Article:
Europe remains a very promising investment market. At the end of 2015, assets under management in the European Union (EU) amounted to US $ 14200 billion, up 11% since the end of 2014 and almost twice the volume in 2008. European markets are likely to outperform the EU in the short term, in a context where EU companies continue to control spending and will see their exports sustained by the depreciation of the euro against the dollar. In addition, investors can expect to benefit from higher dividends and lower valuations.
From the fully regulated approach at European level (UCITS or FIA) to national private placement schemes (NPPR), there are many ways to market investment products. For example, the directive governing undertakings for collective investment in transferable securities (UCITS) offers management companies a “passport”, which enables them to sell open-end funds to retail investors throughout the EU. Although it is mainly used for traditional structures, it is also open to funds with long / short strategies or to eligible collective investment schemes complying with the UCITS directives in terms of diversification, leverage and risk management.
Alternative investment companies may prefer the Alternative Investment Fund (AIF) solution, which imposes a robust operational transparency principle for investors and regulators through the AIFM Directive. Companies are required to provide frequent and detailed reporting on investment practices, management remuneration and other critical aspects. Knowing that the application of the AIFM Directive may vary from one region to another, companies in several jurisdictions should be aware of the rules in force in each participating member country. In this context, alternative managers looking to develop in the EU may wish to be accompanied by a partner in their marketing and compliance efforts.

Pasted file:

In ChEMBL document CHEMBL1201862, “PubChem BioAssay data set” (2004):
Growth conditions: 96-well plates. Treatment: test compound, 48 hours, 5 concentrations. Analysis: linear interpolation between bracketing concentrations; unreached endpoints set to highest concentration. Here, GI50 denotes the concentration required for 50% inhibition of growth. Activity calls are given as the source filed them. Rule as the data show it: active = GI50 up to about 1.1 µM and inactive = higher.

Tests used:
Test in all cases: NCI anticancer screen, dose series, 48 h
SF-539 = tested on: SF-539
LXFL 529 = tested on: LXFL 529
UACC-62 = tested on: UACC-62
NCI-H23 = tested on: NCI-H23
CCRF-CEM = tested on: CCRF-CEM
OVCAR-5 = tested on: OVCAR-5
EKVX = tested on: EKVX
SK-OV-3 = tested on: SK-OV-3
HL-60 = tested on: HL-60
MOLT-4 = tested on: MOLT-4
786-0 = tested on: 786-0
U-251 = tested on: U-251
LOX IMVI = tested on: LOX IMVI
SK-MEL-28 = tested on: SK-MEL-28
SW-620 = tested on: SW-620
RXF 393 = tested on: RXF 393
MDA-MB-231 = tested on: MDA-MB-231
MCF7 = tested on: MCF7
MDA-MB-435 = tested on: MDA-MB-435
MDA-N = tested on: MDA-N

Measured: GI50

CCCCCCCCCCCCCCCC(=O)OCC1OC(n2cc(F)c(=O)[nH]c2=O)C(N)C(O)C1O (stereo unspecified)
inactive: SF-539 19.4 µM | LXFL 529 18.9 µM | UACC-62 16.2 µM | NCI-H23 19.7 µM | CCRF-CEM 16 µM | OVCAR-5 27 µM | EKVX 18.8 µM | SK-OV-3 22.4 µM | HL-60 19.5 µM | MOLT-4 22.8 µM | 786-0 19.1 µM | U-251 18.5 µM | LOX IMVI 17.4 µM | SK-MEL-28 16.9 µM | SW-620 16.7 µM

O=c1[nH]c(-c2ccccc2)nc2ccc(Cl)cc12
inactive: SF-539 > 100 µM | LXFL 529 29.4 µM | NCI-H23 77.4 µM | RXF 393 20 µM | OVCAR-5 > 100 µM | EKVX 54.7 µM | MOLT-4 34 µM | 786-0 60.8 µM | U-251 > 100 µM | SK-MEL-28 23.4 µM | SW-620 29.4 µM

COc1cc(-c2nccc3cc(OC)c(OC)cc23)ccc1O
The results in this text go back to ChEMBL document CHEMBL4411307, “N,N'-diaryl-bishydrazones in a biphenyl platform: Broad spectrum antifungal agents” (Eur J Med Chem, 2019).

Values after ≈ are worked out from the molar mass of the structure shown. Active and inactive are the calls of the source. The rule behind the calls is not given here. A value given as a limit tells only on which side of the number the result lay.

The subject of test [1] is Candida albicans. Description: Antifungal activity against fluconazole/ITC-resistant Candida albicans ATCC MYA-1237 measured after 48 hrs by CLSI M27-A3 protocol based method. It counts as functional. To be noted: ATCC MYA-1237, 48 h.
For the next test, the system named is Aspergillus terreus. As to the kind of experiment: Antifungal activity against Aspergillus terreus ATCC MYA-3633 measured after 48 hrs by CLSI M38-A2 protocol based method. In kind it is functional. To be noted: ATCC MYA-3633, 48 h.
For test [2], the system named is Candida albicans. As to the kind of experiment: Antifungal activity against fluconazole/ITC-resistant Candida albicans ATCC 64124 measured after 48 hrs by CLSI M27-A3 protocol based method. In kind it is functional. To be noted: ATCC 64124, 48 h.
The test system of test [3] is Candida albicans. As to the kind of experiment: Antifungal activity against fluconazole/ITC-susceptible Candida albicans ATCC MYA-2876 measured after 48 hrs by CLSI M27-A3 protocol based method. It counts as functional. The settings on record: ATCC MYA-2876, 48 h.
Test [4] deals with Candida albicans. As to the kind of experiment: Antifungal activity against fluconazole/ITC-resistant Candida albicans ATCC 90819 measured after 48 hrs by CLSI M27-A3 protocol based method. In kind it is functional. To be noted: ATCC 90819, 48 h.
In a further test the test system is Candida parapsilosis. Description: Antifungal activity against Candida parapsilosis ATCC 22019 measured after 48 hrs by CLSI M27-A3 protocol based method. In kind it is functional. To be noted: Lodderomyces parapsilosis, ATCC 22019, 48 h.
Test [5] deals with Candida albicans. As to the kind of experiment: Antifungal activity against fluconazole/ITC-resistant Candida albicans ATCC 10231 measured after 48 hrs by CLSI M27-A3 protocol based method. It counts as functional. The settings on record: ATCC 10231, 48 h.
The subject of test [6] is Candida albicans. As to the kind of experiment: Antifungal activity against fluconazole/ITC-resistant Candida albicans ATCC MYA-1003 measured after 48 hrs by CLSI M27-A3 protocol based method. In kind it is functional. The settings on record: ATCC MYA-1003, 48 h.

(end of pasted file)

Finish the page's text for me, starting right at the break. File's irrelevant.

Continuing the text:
Some of the Top 10 Hedge Funds in London are:
- Caxton Associates
- Citadel Investment Group
- Millennium Capital Partners
- Och-Ziff Asset Management
- Aspect Capital
- Man Group
- Arrowgrass Capital Management
- Lansdowne Partners
- AQR Capital Management
- Two Sigma
Are hedge funds regulated?
It is important to distinguish between regulation, recording and surveillance. Fund managers are required to register in financial centers like London. In the United States there have been many peculiarities and exceptions to the obligation to register, which have since been hardened. Hedge funds are not regulated to the same degree as banks, because they manage the money of institutional investors and not small holders, where obligation to protect them is greater.
Hedge funds are monitored by national supervisory authorities, which, with the direct and indirect support of banks, ensure that hedge funds meet certain criteria, such as the existence of occupational risk management, transparency, minimum equity, and independent valuation of their portfolios.
To conclude, these rules have been tightened in Europe by the AIFM Directive. For this reason, hedge funds increasingly delegate control tasks to directors. HSBC and State Street are among the largest trustees of hedge funds.